Dibenci Pemirsa Indonesia, 4 Acara Ini Akhirnya Berhenti Tayang, No 3 Keliatan Settingan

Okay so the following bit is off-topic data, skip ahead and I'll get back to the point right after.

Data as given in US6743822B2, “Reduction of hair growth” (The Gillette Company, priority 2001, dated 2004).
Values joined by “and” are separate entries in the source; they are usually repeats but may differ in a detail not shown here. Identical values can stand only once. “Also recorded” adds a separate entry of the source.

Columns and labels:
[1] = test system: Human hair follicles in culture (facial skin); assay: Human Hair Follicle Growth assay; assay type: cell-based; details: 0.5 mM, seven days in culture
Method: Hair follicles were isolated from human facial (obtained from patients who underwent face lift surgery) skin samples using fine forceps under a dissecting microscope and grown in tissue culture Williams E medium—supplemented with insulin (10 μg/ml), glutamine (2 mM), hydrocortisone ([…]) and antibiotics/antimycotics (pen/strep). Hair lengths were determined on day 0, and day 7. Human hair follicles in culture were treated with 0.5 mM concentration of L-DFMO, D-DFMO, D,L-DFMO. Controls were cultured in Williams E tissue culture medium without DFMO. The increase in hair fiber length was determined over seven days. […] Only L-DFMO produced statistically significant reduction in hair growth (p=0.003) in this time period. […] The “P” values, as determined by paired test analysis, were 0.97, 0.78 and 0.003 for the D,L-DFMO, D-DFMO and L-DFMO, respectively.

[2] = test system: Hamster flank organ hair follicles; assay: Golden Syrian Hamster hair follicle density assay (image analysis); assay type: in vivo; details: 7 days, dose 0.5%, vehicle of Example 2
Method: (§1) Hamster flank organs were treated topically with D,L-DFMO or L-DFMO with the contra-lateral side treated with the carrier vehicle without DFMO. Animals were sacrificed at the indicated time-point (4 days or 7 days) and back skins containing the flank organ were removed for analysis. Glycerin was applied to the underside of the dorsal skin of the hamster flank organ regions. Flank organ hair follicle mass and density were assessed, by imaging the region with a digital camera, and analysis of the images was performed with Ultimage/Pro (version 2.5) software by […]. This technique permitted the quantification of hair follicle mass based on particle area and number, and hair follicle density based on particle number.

One complication of Type 2 diabetes, fortunately, rare but still a problem is impairment of brain function. Investigators at King's College London and several other British research centers examined the blood vessels in the eyes of people diagnosed with Type 2 diabetes to learn whether damage to those vessels could predict which people are in danger of brain impairment. Their study, reported on in January 2016 in the online journal PLOS ONE, included... 69 individuals with impaired brain function, and 68 healthy participants. The researchers photographed the retinas or the back of each eye. The images showed all the blood vessels in each retina... the veins of the participants with brain issues had more curves than normal veins. veins of individuals with normal brain function had fewer curves than those of the participants who had impaired brain function. From these results the investigators concluded factors working against the eye veins might also damage the small blood vessels of the brain. They suggest that factors such as... inadequate oxygen supply, clogged blood vessels, too much vessel growth, or inflammation could account for the damage. Type 2 diabetes is known for causing blood vessel damage. Blood vessels can become clogged with cholesterol and overgrown by weak vessels to try to make up for the deficiency. Type 2 diabetes is a disease of inflammation. According to Mayo Clinic in the United States, diabetic retinopathy, a disease of the eyes is caused by damage to the small vessels at the back of the eye, causing bleeding and clouding vision. Previous studies have yielded similar results. In July of 10, 2012 the Archives of Ophthalmology reported on a study from the Singapore Eye Institute. A total of 1179 participants between the ages of 60 and 80 were included in this study. Diabetic retinopathy was linked with poor brain function. That same year, investigators at UCLA School of Public Health in Los Angeles, United States, reported their findings in the medical journal Ophthalmic Epidemiology. A total of 809 elderly Hispanic participants were included. It was found the aged people with narrowed blood vessels in their eyes and retinopathy were more likely to have impaired brain function than were any participants with healthy blood vessels. The researchers concluded tiny blood vessels in the retina could be an indication of problems with the brain too. Blood vessels are included in routine eye examinations. When damage to the vessels is identified, brain function could also be a concern. When retinopathy is diagnosed, it is important to control blood sugar levels not only to preserve sight but to maintain brain function as well. Although managing your disease can be very challenging, Type 2 diabetes is not a condition you must just live with. You can make simple changes to your daily routine and lower both your weight and your blood sugar levels. Hang in there, the longer you do it, the easier it gets. Article Source: http://EzineArticles.com/9294873

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